Initial symptoms of primary progressive aphasia include:

    • language difficulties
    • speech problems
    • reduced comprehension
    • loss of understanding of familiar words
    • difficulty recognising people or objects
    • recurring visual hallucinations (seeing things that are not there – these can be pleasant or upsetting)
    • disturbed sleep, known as Rapid Eye Movement (REM) sleep disorder, with restlessness and intense dreams/nightmares
    • sudden changes and fluctuations in alertness – people may stare blankly into space, seem drowsy and lethargic and spend a lot of time sleeping
    • slow movement, difficulty walking, shuffling, or appearing rigid
    • tremors – usually in the hands while at rest
    • problems with balance, leading to falls
    • bladder and bowel problems
    • difficulties with swallowing
    • mood and behaviour changes such anxiety and depression
    • delusions and paranoia, including Capgras syndrome, where the person believes that a friend or family member has been replaced by an imposter
    • changes in blood pressure
    • changes in body temperature
    • impaired sense of smell

    Memory is often less affected than with other types of dementia.

    Mixed dementia refers to a person having more than one type of dementia at the same time.

    The symptoms vary depending on the part of the brain affected. If the person has two types of dementia, the symptoms can be more noticeable and appear to progress more rapidly.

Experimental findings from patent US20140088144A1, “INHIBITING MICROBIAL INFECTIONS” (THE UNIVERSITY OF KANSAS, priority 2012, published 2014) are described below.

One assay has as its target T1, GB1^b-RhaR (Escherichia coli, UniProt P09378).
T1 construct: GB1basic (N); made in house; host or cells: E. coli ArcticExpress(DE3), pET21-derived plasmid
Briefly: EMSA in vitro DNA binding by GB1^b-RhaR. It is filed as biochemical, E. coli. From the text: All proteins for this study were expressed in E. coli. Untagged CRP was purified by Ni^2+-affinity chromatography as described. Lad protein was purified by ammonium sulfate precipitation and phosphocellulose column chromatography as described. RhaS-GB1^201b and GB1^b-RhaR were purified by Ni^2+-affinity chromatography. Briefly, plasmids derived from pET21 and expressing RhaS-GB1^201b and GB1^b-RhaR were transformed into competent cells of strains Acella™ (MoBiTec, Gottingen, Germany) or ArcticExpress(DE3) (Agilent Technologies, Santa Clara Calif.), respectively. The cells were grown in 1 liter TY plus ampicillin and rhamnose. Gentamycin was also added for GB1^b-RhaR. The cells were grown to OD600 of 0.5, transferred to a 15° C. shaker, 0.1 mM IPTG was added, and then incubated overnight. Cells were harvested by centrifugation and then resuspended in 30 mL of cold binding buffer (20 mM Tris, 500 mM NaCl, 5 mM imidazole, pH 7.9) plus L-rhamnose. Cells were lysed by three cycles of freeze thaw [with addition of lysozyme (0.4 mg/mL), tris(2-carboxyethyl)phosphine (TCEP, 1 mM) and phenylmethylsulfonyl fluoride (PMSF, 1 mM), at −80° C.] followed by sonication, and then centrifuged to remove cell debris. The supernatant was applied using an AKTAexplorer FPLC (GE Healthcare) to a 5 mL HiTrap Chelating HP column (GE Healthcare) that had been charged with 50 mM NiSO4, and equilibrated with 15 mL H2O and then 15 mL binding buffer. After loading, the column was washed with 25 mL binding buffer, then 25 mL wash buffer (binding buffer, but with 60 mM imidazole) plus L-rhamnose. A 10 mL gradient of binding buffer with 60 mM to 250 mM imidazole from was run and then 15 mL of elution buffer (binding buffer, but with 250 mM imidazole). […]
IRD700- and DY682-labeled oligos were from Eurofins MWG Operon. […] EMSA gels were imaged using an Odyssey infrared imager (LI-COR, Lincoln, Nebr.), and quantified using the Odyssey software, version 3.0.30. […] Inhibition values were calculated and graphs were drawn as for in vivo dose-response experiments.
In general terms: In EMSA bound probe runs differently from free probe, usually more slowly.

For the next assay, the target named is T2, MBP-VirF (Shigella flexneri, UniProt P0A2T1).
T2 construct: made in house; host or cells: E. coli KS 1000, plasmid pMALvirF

• involuntary movements
    • poor reasoning, judgement, planning and decision-making abilities
    • changes in emotional engagement
    • poor control of impulses and temper
    • attention problems
    • difficulty learning new things
    • slowed thinking
    • reduced motivation
    • reduced insight
    • depression or anxiety
    • difficulty swallowing
    • speech difficulties
    • balance problems, leading to falls

    There are two main types of alcohol-related dementia: Wernicke’s encephalopathy and Korsakoff’s syndrome.

    Symptoms common to both types of alcohol related dementia include:

    • deteriorating ability in planning, decision-making and assessment of risk
    • changes in personality
    • reduced impulse and emotional control, which may lead to conflict and socially inappropriate behaviour
    • problems with attention, concentration and memory

    Symptoms of Wernicke’s encephalopathy often come on suddenly and include:

    • movement and balance problems
    • loss of coordination
    • confusion
    • disorientation
    • abnormal eye movements

    Korsakoff’s syndrome occurs more gradually. Symptoms include:

    • attention and concentration problems
    • gaps in memory, which are usually filled inaccurately (confabulation)
    • difficulty learning new information
    • tremor, shaking, slowness of movement and rigidity
    • problems with balance, leading to an increased risk of falls
    • difficulty swallowing
    • difficulties with speech

    As Parkinson’s progresses, cognitive processes may be affected and get worse over time. These include:

    • forgetfulness
    • slowed thought processes
    • reduced concentration
    • difficulties with reasoning, judgement, planning and decision-making
    • difficulty learning new things
    • reduced motivation
    • reduced temper control
    • hallucinations and delusions
    • depression or anxiety